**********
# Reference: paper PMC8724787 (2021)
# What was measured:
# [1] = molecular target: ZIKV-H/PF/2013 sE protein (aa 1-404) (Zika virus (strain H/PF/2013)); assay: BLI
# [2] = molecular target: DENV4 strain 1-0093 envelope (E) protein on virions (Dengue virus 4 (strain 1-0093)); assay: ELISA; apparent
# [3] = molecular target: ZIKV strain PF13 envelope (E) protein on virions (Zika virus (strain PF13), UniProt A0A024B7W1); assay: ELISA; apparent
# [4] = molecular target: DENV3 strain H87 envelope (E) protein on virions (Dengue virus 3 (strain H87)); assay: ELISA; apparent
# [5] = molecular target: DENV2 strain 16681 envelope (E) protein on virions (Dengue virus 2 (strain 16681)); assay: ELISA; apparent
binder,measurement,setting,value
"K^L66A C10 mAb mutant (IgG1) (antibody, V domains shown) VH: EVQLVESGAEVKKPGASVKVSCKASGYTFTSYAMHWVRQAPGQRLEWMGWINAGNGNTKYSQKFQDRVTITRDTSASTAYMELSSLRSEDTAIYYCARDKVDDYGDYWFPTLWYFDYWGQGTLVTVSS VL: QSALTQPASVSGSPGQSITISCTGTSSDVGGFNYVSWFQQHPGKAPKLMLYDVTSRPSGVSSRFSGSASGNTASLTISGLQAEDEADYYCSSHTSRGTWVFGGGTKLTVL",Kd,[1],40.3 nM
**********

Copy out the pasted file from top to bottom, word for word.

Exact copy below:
# Reference: paper PMC8724787 (2021)
# What was measured:
# [1] = molecular target: ZIKV-H/PF/2013 sE protein (aa 1-404) (Zika virus (strain H/PF/2013)); assay: BLI
# [2] = molecular target: DENV4 strain 1-0093 envelope (E) protein on virions (Dengue virus 4 (strain 1-0093)); assay: ELISA; apparent
# [3] = molecular target: ZIKV strain PF13 envelope (E) protein on virions (Zika virus (strain PF13), UniProt A0A024B7W1); assay: ELISA; apparent
# [4] = molecular target: DENV3 strain H87 envelope (E) protein on virions (Dengue virus 3 (strain H87)); assay: ELISA; apparent
# [5] = molecular target: DENV2 strain 16681 envelope (E) protein on virions (Dengue virus 2 (strain 16681)); assay: ELISA; apparent
binder,measurement,setting,value
"K^L66A C10 mAb mutant (IgG1) (antibody, V domains shown) VH: EVQLVESGAEVKKPGASVKVSCKASGYTFTSYAMHWVRQAPGQRLEWMGWINAGNGNTKYSQKFQDRVTITRDTSASTAYMELSSLRSEDTAIYYCARDKVDDYGDYWFPTLWYFDYWGQGTLVTVSS VL: QSALTQPASVSGSPGQSITISCTGTSSDVGGFNYVSWFQQHPGKAPKLMLYDVTSRPSGVSSRFSGSASGNTASLTISGLQAEDEADYYCSSHTSRGTWVFGGGTKLTVL",Kd,[1],40.3 nM